Reply 16 of 30, by Tetrium

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ThinkpadIL wrote on 2022-06-04, 11:14:
Davros wrote on 2022-06-02, 23:33:

The retro PC game collecting scene was rocked by an unexpected scandal last week when a prominent member of the community, who was also a moderator of a major Facebook group, was accused of selling people fake copies of classic games.
https://kotaku.com/retro-fake-forgery-bbpcgc- … roup-1848998869

If it took so long to discover I'd say it is rather "The retro PC game shopaholic scene". Collectors supposed at least to check what they are collecting, aren't they? 🙂

Personally I'd be interested in learning why they collect and what they do with their collections 🙂
I would actually really appreciate someone with more inside involvement to tell us about it.

Yes, collectors are supposed to check what they are collecting. In this regard it does help if you are fairly knowledgeable about the subject, but it remains a tricky business which is hard to get into if you haven't any prior or contemporary experience yourself. Same thing with people who collect hardware, it's so much easier if you know what you are doing and how to recognize potential problems. But even the best of us could still be tricked by counterfeits, these can be very hard to spot.

I'm not really familiar with "retro PC game shopaholic scene". You mean people who collect 'rare and supposedly extremely sought after' games?
I'm reasonably sure such people exist but it would be unwise to assume all game collectors are like that.

Whats missing in your collections?
My retro rigs (old topic)
Interesting Vogons threads (links to Vogonswiki)
Report spammers here!

Reply 18 of 30, by Tetrium

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leileilol wrote on 2022-06-04, 16:30:

Makes you think about all those people demanding access to unresized cover scans on MobyGames allegedly for 'wallpaper' purposes...

Indeed.

Though tbf in the end I think it wouldn't matter as much as, if these would not be widely available, a counterfeiter would need only one original copy to make copies of while knowing their 'customers' would be unlikely to have good enough material available in the form of the original pics (in large resolutions) to compare them with. Because most of the time they want one because they don't have any original source material to compare their purchase with.

Whats missing in your collections?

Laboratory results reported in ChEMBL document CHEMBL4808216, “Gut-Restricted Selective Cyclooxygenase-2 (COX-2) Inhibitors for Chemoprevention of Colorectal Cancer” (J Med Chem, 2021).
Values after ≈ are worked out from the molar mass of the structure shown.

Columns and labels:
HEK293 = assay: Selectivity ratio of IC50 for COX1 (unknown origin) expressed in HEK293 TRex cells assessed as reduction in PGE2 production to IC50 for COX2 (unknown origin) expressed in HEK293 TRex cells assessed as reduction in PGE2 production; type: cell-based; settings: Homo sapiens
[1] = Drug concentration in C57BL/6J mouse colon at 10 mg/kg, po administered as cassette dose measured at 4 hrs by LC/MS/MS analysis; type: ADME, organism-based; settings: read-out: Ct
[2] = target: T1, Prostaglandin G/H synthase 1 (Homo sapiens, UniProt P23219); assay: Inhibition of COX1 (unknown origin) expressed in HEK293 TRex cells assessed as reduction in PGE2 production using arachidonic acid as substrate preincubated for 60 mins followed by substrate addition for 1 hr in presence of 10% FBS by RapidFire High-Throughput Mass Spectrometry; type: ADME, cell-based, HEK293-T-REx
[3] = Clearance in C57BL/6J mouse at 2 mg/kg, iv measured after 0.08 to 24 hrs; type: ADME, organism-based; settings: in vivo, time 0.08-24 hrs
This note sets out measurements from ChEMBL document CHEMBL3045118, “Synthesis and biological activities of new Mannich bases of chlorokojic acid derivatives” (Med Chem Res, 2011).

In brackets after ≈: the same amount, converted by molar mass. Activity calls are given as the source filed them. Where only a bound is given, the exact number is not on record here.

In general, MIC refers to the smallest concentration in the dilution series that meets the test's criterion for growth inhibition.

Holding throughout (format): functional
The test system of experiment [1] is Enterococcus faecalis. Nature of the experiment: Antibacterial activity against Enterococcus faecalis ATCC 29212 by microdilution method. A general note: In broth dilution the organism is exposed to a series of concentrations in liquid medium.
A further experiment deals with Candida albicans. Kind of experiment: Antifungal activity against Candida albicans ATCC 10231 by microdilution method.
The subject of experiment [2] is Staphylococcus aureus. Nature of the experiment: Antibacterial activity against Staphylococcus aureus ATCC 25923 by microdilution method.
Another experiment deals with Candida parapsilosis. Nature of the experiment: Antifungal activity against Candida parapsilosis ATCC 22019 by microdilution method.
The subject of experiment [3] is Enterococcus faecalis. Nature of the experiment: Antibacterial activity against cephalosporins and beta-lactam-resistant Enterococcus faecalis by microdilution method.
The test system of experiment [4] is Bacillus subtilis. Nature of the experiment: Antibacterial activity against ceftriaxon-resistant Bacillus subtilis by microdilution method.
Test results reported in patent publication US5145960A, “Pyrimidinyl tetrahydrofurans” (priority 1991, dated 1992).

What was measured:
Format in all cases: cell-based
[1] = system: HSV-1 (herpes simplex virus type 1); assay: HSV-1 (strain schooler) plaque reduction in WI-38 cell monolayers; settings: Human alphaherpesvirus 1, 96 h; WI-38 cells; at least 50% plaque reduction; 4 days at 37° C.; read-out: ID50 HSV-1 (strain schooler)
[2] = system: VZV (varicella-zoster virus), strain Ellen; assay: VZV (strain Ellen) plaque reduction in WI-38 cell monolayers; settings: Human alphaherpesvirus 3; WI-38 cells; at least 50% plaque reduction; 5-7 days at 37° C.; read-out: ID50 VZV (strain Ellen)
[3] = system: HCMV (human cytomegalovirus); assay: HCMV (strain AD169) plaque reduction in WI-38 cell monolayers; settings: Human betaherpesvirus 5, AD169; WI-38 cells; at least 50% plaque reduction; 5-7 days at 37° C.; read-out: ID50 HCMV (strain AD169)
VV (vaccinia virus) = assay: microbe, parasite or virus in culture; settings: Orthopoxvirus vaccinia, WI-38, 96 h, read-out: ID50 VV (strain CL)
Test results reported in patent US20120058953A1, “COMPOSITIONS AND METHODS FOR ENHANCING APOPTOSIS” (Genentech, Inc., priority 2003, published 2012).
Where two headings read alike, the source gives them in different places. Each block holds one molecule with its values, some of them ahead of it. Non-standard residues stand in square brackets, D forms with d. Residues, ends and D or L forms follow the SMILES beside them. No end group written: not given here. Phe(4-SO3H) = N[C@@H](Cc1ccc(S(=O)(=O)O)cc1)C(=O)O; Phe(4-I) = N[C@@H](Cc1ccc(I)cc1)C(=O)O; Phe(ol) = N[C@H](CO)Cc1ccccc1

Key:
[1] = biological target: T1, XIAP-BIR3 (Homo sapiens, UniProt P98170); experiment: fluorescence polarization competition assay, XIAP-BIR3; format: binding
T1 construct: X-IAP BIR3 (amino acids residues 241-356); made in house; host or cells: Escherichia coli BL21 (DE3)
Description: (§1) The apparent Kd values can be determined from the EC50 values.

My retro rigs (old topic)
Interesting Vogons threads (links to Vogonswiki)
Report spammers here!

Reply 19 of 30, by ThinkpadIL

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Tetrium wrote on 2022-06-04, 15:59:
Personally I'd be interested in learning why they collect and what they do with their collections 🙂 I would actually really appr […]
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ThinkpadIL wrote on 2022-06-04, 11:14:
Davros wrote on 2022-06-02, 23:33:

The retro PC game collecting scene was rocked by an unexpected scandal last week when a prominent member of the community, who was also a moderator of a major Facebook group, was accused of selling people fake copies of classic games.
https://kotaku.com/retro-fake-forgery-bbpcgc- … roup-1848998869

If it took so long to discover I'd say it is rather "The retro PC game shopaholic scene". Collectors supposed at least to check what they are collecting, aren't they? 🙂

Personally I'd be interested in learning why they collect and what they do with their collections 🙂
I would actually really appreciate someone with more inside involvement to tell us about it.

Yes, collectors are supposed to check what they are collecting. In this regard it does help if you are fairly knowledgeable about the subject, but it remains a tricky business which is hard to get into if you haven't any prior or contemporary experience yourself. Same thing with people who collect hardware, it's so much easier if you know what you are doing and how to recognize potential problems. But even the best of us could still be tricked by counterfeits, these can be very hard to spot.

I'm not really familiar with "retro PC game shopaholic scene". You mean people who collect 'rare and supposedly extremely sought after' games?
I'm reasonably sure such people exist but it would be unwise to assume all game collectors are like that.

Well, it's obvious you can't be 100% prepared and there is always a possibility to be tricked. But it makes sense to gather some information and read some reviews about item you want to add to your collection before buying it.

Regarding "retro PC game shopaholic scene", first I do not assume all game collectors are like that, and second, what would be really unwise to assume is that a shopaholic will admit the fact that he actually is a shopaholic. 🙂